From Smirking Chimp
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A few lessons to be learned from the wall-to-wall coverage of Prince Philip's death in the British media:
1. There is absolutely no commercial reason for the media to have dedicated so much time and space to the Prince's death. The main commercial channel ITV, which needs eyeballs on its programs to generate income from advertising, saw a 60 percent drop in viewing figures after it decided to broadcast endless forelock-tugging. Audiences presumably deserted to Netflix and Youtube, where the mood of "national mourning" was not being enforced. Many viewers, particularly younger ones, have no interest in the fact that a very old man just died, even if he did have lots of titles.
Media Lens (@medialens) April 10, 2021
The BBC, the state broadcaster, similarly ignored the wishes of its audiences, commandeering all of its many channels to manufacture and enforce the supposedly national mood of grief. That even went so far as placing banners on the CBBC channel for children encouraging them to forgo their cartoons and switch to the BBC's main channel paying endless, contrived tributes to Philip. The resulting outpouring of anger was so great the BBC was forced to open a dedicated complaints form on its website. It then had to hurriedly remove it when the establishment threw a wobbly about viewers being given a chance to object to the BBC's coverage.
BBC inundated with complaints over "Too much" Prince Philip coverage https://t.co/1t7YfTyQCr
The Independent (@Independent) April 10, 2021
2. The BBC is reported to have heavily invested in coverage of Philip's death for fear that otherwise it would face a barrage of criticism from Britain's rightwing press for showing insufficient patriotism and revealing a supposed "leftwing bias." That was what apparemtly happened when the BBC failed to grovel sufficiently to the royal family over the Queen Mother's death in 2002. But if that is the case, doesn't it simply underscore how vulnerable the supposedly "neutral" state broadcaster is to pressure from the rightwing billionaire owners of the establishment media?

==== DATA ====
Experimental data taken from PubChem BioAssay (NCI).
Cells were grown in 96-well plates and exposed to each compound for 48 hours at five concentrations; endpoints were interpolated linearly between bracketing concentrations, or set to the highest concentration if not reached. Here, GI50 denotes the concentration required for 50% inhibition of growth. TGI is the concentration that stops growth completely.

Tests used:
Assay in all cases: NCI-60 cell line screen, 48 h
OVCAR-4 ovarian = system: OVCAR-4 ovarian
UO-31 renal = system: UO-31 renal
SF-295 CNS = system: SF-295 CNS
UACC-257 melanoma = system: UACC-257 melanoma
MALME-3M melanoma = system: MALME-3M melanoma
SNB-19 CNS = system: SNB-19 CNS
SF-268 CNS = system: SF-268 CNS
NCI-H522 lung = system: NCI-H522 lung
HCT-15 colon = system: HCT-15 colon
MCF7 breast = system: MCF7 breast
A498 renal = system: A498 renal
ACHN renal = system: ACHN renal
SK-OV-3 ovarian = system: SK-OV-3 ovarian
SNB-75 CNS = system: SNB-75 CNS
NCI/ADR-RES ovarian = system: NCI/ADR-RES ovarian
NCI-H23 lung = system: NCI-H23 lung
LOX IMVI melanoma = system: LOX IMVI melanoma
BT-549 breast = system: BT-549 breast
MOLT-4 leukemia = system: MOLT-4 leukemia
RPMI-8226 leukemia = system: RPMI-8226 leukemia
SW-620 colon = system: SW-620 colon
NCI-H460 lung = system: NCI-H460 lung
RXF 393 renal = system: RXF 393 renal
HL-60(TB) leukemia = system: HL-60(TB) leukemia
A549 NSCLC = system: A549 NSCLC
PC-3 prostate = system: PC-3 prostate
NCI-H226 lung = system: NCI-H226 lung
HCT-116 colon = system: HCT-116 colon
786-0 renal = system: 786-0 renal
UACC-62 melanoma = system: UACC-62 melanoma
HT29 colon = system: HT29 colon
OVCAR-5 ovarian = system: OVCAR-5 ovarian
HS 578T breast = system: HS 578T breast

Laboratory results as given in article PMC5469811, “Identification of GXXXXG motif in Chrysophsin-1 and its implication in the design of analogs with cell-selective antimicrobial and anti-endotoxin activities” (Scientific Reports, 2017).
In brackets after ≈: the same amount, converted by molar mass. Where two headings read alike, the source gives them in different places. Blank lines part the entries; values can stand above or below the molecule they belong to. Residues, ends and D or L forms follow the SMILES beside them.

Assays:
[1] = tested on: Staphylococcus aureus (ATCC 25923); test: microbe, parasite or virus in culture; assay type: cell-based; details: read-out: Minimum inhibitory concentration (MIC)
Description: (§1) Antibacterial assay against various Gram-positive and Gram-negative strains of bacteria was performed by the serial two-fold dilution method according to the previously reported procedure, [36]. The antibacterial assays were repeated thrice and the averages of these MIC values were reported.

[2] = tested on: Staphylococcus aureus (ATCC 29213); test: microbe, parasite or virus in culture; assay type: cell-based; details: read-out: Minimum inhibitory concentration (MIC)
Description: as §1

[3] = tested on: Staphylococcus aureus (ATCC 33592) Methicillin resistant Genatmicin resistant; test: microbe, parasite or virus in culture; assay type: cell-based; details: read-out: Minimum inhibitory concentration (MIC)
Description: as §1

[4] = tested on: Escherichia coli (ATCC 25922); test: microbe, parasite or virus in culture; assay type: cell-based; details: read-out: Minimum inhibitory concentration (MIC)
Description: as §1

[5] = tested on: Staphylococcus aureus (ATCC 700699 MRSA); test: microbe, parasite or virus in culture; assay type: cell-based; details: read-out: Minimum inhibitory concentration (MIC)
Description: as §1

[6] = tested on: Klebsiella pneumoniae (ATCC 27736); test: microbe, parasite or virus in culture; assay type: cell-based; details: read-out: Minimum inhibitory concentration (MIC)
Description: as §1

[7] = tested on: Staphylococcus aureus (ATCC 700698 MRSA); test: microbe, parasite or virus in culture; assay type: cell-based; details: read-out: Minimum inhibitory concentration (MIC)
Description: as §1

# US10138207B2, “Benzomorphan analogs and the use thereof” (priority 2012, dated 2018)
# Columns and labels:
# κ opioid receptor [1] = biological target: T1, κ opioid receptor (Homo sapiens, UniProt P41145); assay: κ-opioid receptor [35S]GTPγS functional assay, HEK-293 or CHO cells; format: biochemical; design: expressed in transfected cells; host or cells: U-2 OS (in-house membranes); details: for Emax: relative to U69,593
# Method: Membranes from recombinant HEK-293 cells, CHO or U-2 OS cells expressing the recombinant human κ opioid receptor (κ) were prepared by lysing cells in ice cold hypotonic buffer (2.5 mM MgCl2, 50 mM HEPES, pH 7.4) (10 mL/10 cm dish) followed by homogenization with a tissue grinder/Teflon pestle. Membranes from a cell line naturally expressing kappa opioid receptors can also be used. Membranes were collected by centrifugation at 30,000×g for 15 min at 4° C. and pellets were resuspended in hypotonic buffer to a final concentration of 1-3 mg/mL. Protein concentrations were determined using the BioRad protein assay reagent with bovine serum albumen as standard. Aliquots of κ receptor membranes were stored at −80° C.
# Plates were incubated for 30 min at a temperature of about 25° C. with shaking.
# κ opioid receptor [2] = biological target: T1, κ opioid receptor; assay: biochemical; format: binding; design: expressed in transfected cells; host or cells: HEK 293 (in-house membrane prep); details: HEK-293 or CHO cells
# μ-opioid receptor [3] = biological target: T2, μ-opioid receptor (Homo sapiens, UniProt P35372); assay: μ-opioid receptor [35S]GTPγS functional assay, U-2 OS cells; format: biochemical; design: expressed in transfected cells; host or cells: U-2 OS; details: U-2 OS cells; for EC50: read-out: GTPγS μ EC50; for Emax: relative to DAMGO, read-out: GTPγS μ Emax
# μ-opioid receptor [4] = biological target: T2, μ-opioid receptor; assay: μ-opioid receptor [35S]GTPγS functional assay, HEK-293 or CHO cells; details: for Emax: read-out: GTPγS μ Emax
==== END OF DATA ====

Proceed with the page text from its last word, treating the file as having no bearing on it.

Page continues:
If Rupert Murdoch and company can force the BBC into alienating and antagonizsing many of its own viewers with endless homilies to a royal little loved by large sections of the population, how else is the BBC's coverage being skewed for fear of the potential backlash from corporate media tycoons? Is the fear of such repercussions also responsible for the BBC's complicity in the recent, evidence-free smearing of a socialist Labour leader, Jeremy Corbyn, or the BBC's consistent failures in reporting honestly on countries like Syria, Libya, Iraq and Venezuela -- all of them in the oil-rich regions of the Middle East and Latin America that the United States and the west demand control over?
If the BBC makes its editorial decisions based on what rightwing and far-right newspaper tycoons think is good both for the country and for the world, then how is the BBC not equally rightwing?
3. The BBC is also reportedly afraid that, if it is not seen to be deferential enough to the royal family, it risks being punished by the ruling Conservative party, which regards the institution of the monarchy as sacrosanct. The BBC's licence fee and wider funding -- which need government approval -- might be in jeopardy as a result.
But that is no less troubling than that the BBC is kowtowing to billionaire media magnates. Because if the ruling Conservative party can wield a stick sufficiently big to dictate to the BBC how and to what extent it covers Philip's death, why can the government not also bully the BBC into giving it an easy ride on its failures to deal with COVID and its cronyism in awarding COVID-related contracts?
At what point does the UK officially become a banana republic? At the point when its health secretary awards a massive contract for medical supplies to his former neighbour and pub landlord? https://t.co/9DPlVXj5DB
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